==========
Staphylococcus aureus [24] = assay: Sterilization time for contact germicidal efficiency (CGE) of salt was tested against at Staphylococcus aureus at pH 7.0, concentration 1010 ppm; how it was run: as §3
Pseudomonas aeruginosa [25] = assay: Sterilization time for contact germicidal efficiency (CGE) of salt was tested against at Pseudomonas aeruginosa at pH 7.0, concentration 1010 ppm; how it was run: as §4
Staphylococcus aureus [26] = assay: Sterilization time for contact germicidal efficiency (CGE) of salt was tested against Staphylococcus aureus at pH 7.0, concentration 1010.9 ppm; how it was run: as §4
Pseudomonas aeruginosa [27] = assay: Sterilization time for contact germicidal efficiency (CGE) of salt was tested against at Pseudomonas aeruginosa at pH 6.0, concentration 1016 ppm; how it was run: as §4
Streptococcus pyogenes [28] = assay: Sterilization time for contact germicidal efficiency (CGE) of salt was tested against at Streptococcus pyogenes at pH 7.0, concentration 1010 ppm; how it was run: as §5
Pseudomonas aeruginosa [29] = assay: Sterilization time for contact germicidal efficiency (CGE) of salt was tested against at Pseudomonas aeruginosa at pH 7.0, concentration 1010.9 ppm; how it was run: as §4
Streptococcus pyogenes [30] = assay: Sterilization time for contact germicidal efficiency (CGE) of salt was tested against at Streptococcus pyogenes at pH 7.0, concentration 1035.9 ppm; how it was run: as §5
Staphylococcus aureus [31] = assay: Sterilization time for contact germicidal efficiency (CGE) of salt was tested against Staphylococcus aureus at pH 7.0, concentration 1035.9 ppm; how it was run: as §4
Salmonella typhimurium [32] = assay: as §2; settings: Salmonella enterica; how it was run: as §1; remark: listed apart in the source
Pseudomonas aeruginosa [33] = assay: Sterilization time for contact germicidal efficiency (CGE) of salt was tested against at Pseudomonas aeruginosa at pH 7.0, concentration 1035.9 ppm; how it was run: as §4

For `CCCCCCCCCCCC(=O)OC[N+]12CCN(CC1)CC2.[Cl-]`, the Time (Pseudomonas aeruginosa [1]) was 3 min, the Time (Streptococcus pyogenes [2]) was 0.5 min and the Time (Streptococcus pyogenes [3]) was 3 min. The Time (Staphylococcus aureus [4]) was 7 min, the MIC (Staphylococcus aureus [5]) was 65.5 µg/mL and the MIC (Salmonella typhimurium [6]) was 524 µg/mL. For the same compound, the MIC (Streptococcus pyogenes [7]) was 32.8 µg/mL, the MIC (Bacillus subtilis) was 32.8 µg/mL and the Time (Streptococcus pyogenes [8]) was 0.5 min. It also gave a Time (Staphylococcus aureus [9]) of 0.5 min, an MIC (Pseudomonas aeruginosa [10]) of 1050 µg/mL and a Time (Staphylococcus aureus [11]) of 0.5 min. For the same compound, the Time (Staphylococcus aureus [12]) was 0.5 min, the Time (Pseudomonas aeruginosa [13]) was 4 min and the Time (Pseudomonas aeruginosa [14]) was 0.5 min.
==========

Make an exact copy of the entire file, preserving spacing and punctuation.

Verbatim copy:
Staphylococcus aureus [24] = assay: Sterilization time for contact germicidal efficiency (CGE) of salt was tested against at Staphylococcus aureus at pH 7.0, concentration 1010 ppm; how it was run: as §3
Pseudomonas aeruginosa [25] = assay: Sterilization time for contact germicidal efficiency (CGE) of salt was tested against at Pseudomonas aeruginosa at pH 7.0, concentration 1010 ppm; how it was run: as §4
Staphylococcus aureus [26] = assay: Sterilization time for contact germicidal efficiency (CGE) of salt was tested against Staphylococcus aureus at pH 7.0, concentration 1010.9 ppm; how it was run: as §4
Pseudomonas aeruginosa [27] = assay: Sterilization time for contact germicidal efficiency (CGE) of salt was tested against at Pseudomonas aeruginosa at pH 6.0, concentration 1016 ppm; how it was run: as §4
Streptococcus pyogenes [28] = assay: Sterilization time for contact germicidal efficiency (CGE) of salt was tested against at Streptococcus pyogenes at pH 7.0, concentration 1010 ppm; how it was run: as §5
Pseudomonas aeruginosa [29] = assay: Sterilization time for contact germicidal efficiency (CGE) of salt was tested against at Pseudomonas aeruginosa at pH 7.0, concentration 1010.9 ppm; how it was run: as §4
Streptococcus pyogenes [30] = assay: Sterilization time for contact germicidal efficiency (CGE) of salt was tested against at Streptococcus pyogenes at pH 7.0, concentration 1035.9 ppm; how it was run: as §5
Staphylococcus aureus [31] = assay: Sterilization time for contact germicidal efficiency (CGE) of salt was tested against Staphylococcus aureus at pH 7.0, concentration 1035.9 ppm; how it was run: as §4
Salmonella typhimurium [32] = assay: as §2; settings: Salmonella enterica; how it was run: as §1; remark: listed apart in the source
Pseudomonas aeruginosa [33] = assay: Sterilization time for contact germicidal efficiency (CGE) of salt was tested against at Pseudomonas aeruginosa at pH 7.0, concentration 1035.9 ppm; how it was run: as §4

For `CCCCCCCCCCCC(=O)OC[N+]12CCN(CC1)CC2.[Cl-]`, the Time (Pseudomonas aeruginosa [1]) was 3 min, the Time (Streptococcus pyogenes [2]) was 0.5 min and the Time (Streptococcus pyogenes [3]) was 3 min. The Time (Staphylococcus aureus [4]) was 7 min, the MIC (Staphylococcus aureus [5]) was 65.5 µg/mL and the MIC (Salmonella typhimurium [6]) was 524 µg/mL. For the same compound, the MIC (Streptococcus pyogenes [7]) was 32.8 µg/mL, the MIC (Bacillus subtilis) was 32.8 µg/mL and the Time (Streptococcus pyogenes [8]) was 0.5 min. It also gave a Time (Staphylococcus aureus [9]) of 0.5 min, an MIC (Pseudomonas aeruginosa [10]) of 1050 µg/mL and a Time (Staphylococcus aureus [11]) of 0.5 min. For the same compound, the Time (Staphylococcus aureus [12]) was 0.5 min, the Time (Pseudomonas aeruginosa [13]) was 4 min and the Time (Pseudomonas aeruginosa [14]) was 0.5 min.